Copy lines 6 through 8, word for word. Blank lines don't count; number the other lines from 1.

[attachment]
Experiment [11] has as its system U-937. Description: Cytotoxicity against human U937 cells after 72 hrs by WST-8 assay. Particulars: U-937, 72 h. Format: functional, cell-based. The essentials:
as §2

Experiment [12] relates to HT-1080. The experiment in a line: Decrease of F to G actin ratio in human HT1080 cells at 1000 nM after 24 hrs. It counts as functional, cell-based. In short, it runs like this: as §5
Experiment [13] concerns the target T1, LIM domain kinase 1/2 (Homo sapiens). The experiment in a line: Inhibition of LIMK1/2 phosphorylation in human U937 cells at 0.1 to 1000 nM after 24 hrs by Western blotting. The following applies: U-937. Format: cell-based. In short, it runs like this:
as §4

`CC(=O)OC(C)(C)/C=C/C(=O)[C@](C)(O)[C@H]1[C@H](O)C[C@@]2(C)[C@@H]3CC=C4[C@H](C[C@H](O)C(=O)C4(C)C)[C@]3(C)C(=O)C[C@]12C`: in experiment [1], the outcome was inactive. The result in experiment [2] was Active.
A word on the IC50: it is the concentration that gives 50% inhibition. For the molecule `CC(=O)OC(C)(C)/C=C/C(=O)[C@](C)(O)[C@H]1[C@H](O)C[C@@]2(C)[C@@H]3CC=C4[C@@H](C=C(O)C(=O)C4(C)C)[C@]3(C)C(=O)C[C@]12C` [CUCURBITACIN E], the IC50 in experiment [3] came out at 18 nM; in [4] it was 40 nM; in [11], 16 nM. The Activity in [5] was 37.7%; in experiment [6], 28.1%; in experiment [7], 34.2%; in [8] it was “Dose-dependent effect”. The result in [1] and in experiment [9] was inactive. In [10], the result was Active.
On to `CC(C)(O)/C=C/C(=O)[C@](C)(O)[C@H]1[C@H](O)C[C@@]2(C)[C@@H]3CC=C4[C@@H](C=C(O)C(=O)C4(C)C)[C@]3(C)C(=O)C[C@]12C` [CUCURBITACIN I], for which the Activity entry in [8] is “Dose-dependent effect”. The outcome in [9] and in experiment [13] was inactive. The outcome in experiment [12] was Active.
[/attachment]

`CC(=O)OC(C)(C)/C=C/C(=O)[C@](C)(O)[C@H]1[C@H](O)C[C@@]2(C)[C@@H]3CC=C4[C@H](C[C@H](O)C(=O)C4(C)C)[C@]3(C)C(=O)C[C@]12C`: in experiment [1], the outcome was inactive. The result in experiment [2] was Active.
A word on the IC50: it is the concentration that gives 50% inhibition. For the molecule `CC(=O)OC(C)(C)/C=C/C(=O)[C@](C)(O)[C@H]1[C@H](O)C[C@@]2(C)[C@@H]3CC=C4[C@@H](C=C(O)C(=O)C4(C)C)[C@]3(C)C(=O)C[C@]12C` [CUCURBITACIN E], the IC50 in experiment [3] came out at 18 nM; in [4] it was 40 nM; in [11], 16 nM. The Activity in [5] was 37.7%; in experiment [6], 28.1%; in experiment [7], 34.2%; in [8] it was “Dose-dependent effect”. The result in [1] and in experiment [9] was inactive. In [10], the result was Active.
On to `CC(C)(O)/C=C/C(=O)[C@](C)(O)[C@H]1[C@H](O)C[C@@]2(C)[C@@H]3CC=C4[C@@H](C=C(O)C(=O)C4(C)C)[C@]3(C)C(=O)C[C@]12C` [CUCURBITACIN I], for which the Activity entry in [8] is “Dose-dependent effect”. The outcome in [9] and in experiment [13] was inactive. The outcome in experiment [12] was Active.